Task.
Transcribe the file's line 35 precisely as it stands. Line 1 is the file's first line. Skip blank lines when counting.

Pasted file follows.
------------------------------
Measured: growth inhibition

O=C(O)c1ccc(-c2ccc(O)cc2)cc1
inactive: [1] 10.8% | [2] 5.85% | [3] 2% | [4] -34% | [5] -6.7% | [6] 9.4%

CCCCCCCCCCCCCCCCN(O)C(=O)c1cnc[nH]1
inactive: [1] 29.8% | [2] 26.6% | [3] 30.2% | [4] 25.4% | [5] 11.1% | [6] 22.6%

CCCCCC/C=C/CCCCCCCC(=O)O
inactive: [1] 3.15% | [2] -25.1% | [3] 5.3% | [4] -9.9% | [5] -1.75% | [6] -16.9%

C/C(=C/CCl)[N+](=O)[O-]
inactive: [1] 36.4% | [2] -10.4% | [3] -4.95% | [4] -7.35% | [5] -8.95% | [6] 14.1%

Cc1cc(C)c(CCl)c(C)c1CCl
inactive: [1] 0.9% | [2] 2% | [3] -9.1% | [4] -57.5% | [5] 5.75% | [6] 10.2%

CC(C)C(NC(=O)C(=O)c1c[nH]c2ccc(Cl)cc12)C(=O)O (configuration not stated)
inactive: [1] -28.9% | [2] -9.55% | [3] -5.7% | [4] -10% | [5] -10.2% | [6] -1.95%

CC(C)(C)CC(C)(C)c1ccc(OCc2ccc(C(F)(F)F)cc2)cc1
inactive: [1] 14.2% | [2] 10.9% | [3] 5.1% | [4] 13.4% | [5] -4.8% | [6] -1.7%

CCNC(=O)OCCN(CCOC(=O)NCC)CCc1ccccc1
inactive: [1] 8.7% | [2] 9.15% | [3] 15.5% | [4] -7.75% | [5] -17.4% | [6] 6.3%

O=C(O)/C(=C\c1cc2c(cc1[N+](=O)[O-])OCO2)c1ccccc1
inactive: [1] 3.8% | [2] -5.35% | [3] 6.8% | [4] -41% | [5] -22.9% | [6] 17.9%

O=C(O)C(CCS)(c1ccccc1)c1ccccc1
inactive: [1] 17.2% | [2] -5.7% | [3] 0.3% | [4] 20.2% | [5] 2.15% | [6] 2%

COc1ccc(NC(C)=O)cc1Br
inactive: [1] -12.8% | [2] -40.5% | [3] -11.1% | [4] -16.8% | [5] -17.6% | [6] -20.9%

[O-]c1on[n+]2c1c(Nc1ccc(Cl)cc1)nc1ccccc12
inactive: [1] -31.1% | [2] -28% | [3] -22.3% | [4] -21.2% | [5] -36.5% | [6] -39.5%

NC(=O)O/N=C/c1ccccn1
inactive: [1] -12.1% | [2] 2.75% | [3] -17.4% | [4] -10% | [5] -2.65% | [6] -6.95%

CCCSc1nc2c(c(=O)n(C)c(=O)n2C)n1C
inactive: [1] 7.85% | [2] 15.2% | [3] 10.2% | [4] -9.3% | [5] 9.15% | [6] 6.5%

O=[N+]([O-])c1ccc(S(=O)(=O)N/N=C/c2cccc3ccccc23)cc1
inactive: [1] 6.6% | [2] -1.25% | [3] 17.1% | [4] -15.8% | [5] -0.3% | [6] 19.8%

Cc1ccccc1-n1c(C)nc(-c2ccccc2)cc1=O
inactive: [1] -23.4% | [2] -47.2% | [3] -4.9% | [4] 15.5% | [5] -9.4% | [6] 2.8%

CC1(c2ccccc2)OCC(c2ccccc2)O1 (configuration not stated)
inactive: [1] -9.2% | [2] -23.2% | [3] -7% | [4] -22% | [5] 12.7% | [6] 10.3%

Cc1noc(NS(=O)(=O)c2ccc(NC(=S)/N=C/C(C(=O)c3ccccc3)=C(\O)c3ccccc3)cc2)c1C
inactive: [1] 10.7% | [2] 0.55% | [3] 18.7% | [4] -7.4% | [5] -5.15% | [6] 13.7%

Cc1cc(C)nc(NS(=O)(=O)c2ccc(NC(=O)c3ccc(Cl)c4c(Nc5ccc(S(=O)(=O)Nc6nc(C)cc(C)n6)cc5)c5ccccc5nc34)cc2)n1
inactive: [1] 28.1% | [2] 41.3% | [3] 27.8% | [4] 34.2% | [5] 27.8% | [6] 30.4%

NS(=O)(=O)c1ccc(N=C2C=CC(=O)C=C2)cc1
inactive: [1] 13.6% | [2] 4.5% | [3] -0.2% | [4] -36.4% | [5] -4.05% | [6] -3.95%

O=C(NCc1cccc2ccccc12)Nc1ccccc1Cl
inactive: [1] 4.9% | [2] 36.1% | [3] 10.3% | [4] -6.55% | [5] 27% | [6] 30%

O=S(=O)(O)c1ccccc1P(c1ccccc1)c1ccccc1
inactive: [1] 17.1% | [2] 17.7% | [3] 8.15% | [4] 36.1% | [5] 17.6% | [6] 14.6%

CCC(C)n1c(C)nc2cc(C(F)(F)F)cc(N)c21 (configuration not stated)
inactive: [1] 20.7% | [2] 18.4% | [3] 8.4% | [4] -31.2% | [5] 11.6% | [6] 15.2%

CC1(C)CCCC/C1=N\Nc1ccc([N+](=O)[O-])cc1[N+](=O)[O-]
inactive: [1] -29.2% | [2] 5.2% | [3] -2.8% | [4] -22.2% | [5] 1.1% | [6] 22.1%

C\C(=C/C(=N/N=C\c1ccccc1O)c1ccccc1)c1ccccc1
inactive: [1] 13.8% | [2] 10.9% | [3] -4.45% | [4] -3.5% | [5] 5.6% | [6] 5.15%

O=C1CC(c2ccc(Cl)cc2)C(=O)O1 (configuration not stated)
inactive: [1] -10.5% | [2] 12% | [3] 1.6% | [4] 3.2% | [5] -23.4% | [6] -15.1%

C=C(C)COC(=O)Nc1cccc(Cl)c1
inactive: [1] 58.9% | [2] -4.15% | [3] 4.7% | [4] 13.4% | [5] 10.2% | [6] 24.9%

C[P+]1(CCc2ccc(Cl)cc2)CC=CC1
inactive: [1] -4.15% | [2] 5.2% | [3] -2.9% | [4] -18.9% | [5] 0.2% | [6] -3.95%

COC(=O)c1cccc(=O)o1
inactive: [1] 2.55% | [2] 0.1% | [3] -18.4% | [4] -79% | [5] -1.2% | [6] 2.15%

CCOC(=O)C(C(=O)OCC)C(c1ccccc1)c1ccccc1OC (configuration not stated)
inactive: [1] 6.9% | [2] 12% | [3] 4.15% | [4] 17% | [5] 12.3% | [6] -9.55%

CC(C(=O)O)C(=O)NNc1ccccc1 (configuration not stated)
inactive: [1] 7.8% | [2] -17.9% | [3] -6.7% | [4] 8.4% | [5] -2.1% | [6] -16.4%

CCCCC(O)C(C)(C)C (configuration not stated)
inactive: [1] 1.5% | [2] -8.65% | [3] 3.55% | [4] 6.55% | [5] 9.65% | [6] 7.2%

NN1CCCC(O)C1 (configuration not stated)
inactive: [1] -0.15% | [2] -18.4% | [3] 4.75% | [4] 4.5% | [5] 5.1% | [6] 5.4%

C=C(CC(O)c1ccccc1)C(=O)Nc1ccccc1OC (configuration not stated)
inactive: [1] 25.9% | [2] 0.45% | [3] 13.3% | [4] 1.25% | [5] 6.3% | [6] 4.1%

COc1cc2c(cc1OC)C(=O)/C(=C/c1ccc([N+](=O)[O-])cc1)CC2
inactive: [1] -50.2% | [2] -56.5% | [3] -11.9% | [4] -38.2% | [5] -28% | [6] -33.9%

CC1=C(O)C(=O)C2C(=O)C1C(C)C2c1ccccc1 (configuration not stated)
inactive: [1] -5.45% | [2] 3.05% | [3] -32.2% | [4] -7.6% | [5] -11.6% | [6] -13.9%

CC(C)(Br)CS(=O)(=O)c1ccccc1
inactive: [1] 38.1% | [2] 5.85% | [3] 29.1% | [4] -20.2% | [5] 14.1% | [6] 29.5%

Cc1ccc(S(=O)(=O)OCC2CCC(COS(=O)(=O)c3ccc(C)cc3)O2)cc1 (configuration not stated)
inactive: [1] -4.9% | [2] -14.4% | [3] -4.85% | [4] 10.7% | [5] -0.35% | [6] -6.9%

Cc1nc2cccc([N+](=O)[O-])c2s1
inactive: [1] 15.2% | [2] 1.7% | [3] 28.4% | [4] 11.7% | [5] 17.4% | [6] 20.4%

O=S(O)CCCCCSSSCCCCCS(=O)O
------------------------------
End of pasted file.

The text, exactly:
inactive: [1] -9.2% | [2] -23.2% | [3] -7% | [4] -22% | [5] 12.7% | [6] 10.3%